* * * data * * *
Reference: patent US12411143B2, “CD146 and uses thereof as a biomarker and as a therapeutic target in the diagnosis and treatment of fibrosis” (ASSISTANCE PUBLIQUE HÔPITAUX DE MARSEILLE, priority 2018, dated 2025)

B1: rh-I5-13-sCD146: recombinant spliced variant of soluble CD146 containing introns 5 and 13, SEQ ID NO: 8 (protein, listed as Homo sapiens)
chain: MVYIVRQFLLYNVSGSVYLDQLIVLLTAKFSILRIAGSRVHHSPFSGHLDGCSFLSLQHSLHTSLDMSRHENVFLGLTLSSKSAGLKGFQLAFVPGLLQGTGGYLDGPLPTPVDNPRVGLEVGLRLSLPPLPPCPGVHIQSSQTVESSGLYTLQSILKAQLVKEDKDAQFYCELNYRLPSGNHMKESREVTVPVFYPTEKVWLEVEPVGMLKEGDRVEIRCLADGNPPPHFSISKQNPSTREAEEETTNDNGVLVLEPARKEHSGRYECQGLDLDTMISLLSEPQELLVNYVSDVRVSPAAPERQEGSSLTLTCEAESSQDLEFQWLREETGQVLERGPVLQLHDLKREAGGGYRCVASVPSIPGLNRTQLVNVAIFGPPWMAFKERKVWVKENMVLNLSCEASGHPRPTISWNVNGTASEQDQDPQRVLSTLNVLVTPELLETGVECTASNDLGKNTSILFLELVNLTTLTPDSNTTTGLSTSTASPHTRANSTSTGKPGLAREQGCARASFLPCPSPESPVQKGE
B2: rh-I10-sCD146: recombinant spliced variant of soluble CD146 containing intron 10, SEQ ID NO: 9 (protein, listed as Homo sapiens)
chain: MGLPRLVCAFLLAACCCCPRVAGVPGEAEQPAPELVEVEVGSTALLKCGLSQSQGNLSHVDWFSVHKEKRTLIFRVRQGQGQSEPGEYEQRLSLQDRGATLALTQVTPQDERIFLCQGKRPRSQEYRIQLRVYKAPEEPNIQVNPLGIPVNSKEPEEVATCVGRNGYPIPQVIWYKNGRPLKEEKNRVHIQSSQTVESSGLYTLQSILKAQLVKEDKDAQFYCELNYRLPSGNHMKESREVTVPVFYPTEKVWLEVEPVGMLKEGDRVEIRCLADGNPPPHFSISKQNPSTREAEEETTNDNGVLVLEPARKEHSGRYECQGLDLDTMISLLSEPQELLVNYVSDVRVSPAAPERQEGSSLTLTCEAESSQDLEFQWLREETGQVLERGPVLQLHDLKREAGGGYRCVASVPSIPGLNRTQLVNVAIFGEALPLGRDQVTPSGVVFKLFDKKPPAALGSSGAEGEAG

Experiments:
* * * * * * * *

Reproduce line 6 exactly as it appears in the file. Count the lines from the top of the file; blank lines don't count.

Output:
Experiments: